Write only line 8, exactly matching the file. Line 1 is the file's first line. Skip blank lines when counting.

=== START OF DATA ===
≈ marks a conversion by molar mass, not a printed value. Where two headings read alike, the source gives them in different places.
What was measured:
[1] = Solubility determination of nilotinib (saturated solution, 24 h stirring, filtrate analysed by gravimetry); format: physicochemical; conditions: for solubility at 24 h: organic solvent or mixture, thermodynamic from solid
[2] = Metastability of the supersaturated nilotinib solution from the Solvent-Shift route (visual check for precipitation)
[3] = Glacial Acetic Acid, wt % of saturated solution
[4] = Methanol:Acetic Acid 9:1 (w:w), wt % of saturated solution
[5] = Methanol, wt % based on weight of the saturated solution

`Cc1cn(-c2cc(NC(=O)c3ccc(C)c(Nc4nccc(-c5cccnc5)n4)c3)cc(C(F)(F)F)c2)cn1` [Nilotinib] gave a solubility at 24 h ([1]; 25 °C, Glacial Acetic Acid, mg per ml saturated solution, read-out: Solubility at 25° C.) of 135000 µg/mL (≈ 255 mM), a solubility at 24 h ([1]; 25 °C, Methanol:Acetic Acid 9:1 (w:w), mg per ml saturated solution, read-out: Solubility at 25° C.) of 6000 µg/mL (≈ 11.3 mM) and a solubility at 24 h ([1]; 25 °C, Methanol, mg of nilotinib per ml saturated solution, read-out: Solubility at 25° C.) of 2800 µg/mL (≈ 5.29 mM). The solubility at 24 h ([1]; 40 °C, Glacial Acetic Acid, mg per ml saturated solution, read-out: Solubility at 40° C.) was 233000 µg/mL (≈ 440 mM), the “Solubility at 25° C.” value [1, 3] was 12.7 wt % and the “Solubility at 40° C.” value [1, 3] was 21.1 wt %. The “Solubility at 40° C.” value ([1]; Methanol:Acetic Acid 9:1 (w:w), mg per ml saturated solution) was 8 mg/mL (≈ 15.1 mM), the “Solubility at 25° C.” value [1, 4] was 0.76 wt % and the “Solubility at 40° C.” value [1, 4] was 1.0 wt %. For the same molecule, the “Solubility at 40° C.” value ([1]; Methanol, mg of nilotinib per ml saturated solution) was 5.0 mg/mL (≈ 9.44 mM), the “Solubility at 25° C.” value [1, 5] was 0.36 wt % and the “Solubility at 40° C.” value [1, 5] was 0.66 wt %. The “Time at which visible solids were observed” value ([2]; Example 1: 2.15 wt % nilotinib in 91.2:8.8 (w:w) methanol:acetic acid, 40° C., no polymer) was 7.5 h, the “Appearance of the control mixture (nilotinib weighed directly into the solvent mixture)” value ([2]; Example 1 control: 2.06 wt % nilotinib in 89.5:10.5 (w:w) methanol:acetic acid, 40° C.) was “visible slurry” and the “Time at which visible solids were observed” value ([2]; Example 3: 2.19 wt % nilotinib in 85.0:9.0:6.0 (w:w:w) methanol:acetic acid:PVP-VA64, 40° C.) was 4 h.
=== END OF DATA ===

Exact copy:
`Cc1cn(-c2cc(NC(=O)c3ccc(C)c(Nc4nccc(-c5cccnc5)n4)c3)cc(C(F)(F)F)c2)cn1` [Nilotinib] gave a solubility at 24 h ([1]; 25 °C, Glacial Acetic Acid, mg per ml saturated solution, read-out: Solubility at 25° C.) of 135000 µg/mL (≈ 255 mM), a solubility at 24 h ([1]; 25 °C, Methanol:Acetic Acid 9:1 (w:w), mg per ml saturated solution, read-out: Solubility at 25° C.) of 6000 µg/mL (≈ 11.3 mM) and a solubility at 24 h ([1]; 25 °C, Methanol, mg of nilotinib per ml saturated solution, read-out: Solubility at 25° C.) of 2800 µg/mL (≈ 5.29 mM). The solubility at 24 h ([1]; 40 °C, Glacial Acetic Acid, mg per ml saturated solution, read-out: Solubility at 40° C.) was 233000 µg/mL (≈ 440 mM), the “Solubility at 25° C.” value [1, 3] was 12.7 wt % and the “Solubility at 40° C.” value [1, 3] was 21.1 wt %. The “Solubility at 40° C.” value ([1]; Methanol:Acetic Acid 9:1 (w:w), mg per ml saturated solution) was 8 mg/mL (≈ 15.1 mM), the “Solubility at 25° C.” value [1, 4] was 0.76 wt % and the “Solubility at 40° C.” value [1, 4] was 1.0 wt %. For the same molecule, the “Solubility at 40° C.” value ([1]; Methanol, mg of nilotinib per ml saturated solution) was 5.0 mg/mL (≈ 9.44 mM), the “Solubility at 25° C.” value [1, 5] was 0.36 wt % and the “Solubility at 40° C.” value [1, 5] was 0.66 wt %. The “Time at which visible solids were observed” value ([2]; Example 1: 2.15 wt % nilotinib in 91.2:8.8 (w:w) methanol:acetic acid, 40° C., no polymer) was 7.5 h, the “Appearance of the control mixture (nilotinib weighed directly into the solvent mixture)” value ([2]; Example 1 control: 2.06 wt % nilotinib in 89.5:10.5 (w:w) methanol:acetic acid, 40° C.) was “visible slurry” and the “Time at which visible solids were observed” value ([2]; Example 3: 2.19 wt % nilotinib in 85.0:9.0:6.0 (w:w:w) methanol:acetic acid:PVP-VA64, 40° C.) was 4 h.